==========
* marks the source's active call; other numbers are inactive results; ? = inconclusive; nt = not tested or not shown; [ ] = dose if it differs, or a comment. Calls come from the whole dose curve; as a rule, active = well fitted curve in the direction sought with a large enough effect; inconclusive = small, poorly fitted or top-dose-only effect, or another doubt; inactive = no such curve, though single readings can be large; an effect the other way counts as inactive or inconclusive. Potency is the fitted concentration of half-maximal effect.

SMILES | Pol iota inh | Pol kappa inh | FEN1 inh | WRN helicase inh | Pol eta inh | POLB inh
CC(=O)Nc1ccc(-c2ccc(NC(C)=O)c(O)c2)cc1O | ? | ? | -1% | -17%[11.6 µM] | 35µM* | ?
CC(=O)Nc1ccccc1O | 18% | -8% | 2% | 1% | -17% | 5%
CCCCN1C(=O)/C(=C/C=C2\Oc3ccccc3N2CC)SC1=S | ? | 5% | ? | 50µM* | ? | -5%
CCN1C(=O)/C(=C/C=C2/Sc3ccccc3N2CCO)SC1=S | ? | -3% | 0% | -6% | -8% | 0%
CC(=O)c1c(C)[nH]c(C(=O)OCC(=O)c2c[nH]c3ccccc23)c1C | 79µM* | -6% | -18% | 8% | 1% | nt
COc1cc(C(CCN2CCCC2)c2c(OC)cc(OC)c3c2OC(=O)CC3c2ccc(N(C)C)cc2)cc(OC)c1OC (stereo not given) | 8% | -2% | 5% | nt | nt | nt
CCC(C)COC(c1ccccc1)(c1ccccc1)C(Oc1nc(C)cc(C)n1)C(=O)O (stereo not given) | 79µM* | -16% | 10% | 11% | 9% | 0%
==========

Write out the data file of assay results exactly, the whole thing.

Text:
* marks the source's active call; other numbers are inactive results; ? = inconclusive; nt = not tested or not shown; [ ] = dose if it differs, or a comment. Calls come from the whole dose curve; as a rule, active = well fitted curve in the direction sought with a large enough effect; inconclusive = small, poorly fitted or top-dose-only effect, or another doubt; inactive = no such curve, though single readings can be large; an effect the other way counts as inactive or inconclusive. Potency is the fitted concentration of half-maximal effect.

SMILES | Pol iota inh | Pol kappa inh | FEN1 inh | WRN helicase inh | Pol eta inh | POLB inh
CC(=O)Nc1ccc(-c2ccc(NC(C)=O)c(O)c2)cc1O | ? | ? | -1% | -17%[11.6 µM] | 35µM* | ?
CC(=O)Nc1ccccc1O | 18% | -8% | 2% | 1% | -17% | 5%
CCCCN1C(=O)/C(=C/C=C2\Oc3ccccc3N2CC)SC1=S | ? | 5% | ? | 50µM* | ? | -5%
CCN1C(=O)/C(=C/C=C2/Sc3ccccc3N2CCO)SC1=S | ? | -3% | 0% | -6% | -8% | 0%
CC(=O)c1c(C)[nH]c(C(=O)OCC(=O)c2c[nH]c3ccccc23)c1C | 79µM* | -6% | -18% | 8% | 1% | nt
COc1cc(C(CCN2CCCC2)c2c(OC)cc(OC)c3c2OC(=O)CC3c2ccc(N(C)C)cc2)cc(OC)c1OC (stereo not given) | 8% | -2% | 5% | nt | nt | nt
CCC(C)COC(c1ccccc1)(c1ccccc1)C(Oc1nc(C)cc(C)n1)C(=O)O (stereo not given) | 79µM* | -16% | 10% | 11% | 9% | 0%